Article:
Systematic review of randomized controlled trials.
To determine the long-term effect of multidisciplinary back training on the work participation of patients with nonspecific chronic low back pain.
Chronic low back pain is influenced by multiple factors. Multidisciplinary back training represents one of the options to take this multiplicity into account. So far, only evidence of the short-term effectiveness of this approach in terms of work participation is available.
Electronic databases were searched and the references of various articles were screened for relevant publications. Ten studies met the inclusion criteria. All included studies were evaluated for their methodologic quality.
Five of the studies had a low methodologic quality. All high-quality studies found a positive effect on at least one of the 4 outcome measures used. Based on our criteria, effectiveness was found for the outcome measures of work participation and quality of life. No effectiveness was found for experienced pain and functional status. The intensity of the intervention seems to have no substantial influence on the effectiveness of the intervention.
In the long-term, multidisciplinary back training has a positive effect on work participation in patients with nonspecific chronic low back pain.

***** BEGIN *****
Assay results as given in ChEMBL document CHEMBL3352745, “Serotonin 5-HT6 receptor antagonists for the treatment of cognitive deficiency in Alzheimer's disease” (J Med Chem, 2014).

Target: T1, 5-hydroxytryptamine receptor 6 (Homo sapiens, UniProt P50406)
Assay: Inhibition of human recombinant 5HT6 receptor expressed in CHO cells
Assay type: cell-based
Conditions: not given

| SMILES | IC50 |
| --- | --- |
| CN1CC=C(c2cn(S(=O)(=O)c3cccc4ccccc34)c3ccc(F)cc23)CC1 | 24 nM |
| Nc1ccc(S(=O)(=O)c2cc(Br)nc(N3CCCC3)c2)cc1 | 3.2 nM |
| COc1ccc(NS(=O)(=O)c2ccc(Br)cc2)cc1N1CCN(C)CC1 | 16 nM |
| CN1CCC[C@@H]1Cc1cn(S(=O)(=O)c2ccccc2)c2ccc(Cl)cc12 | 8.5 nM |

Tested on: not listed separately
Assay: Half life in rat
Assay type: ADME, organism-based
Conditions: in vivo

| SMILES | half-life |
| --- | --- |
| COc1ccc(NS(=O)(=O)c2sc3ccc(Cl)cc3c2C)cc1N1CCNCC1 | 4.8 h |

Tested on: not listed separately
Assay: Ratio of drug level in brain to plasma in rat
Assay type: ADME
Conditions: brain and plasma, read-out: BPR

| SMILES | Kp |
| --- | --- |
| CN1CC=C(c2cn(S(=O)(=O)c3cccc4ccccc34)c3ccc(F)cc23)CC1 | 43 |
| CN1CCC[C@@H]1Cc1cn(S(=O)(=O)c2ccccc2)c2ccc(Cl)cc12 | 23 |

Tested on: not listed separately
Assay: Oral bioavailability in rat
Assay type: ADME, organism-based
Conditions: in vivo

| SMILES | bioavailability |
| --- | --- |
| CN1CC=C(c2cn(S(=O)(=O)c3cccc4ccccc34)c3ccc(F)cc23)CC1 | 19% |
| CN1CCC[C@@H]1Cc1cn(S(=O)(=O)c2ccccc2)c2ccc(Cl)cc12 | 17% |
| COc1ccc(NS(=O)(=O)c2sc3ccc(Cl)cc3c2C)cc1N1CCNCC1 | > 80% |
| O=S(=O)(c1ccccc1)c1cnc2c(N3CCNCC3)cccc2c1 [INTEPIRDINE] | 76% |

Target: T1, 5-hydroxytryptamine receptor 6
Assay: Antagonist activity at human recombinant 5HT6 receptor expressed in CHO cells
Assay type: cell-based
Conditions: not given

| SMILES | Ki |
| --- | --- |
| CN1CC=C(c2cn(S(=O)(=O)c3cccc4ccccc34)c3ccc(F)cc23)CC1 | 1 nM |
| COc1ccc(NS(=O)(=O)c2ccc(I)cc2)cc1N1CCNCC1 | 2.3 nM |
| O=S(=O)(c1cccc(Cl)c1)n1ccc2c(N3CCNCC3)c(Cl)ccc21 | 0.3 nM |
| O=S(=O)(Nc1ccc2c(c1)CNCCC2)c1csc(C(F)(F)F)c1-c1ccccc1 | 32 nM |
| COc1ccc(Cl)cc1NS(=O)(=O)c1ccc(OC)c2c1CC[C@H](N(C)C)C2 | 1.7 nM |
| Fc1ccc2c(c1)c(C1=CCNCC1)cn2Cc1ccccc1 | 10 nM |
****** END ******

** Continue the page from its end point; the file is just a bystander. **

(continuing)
In this survey, the long-term effectiveness of multidisciplinary back training in terms of work participation by chronic patients with low back pain was evaluated. A systematic review of randomized controlled trials was performed. A positive effect of multidisciplinary back training on work participation was found.
From the Health Care Studies/Medical Sociology, Rehabilitation Center Heliomare, Maastricht, The Netherlands.
Acknowledgment date: November 12, 2004. First revision date: February 24, 2006. Acceptance date: March 27, 2006.
The manuscript submitted does not contain information about medical device(s)/drug(s).
No funds were received in support of this work. No benefits in any form have been or will be received from a commercial party related directly or indirectly to the subject of this manuscript.
Address correspondence and reprint requests to Jacques Th. M. van Eijk, PhD, Health Care Studies/Medical Sociology, PO Box 616, 6200 MD, Maastricht, The Netherlands; E-mail: J.vanEijk@ZW.unimaas.nl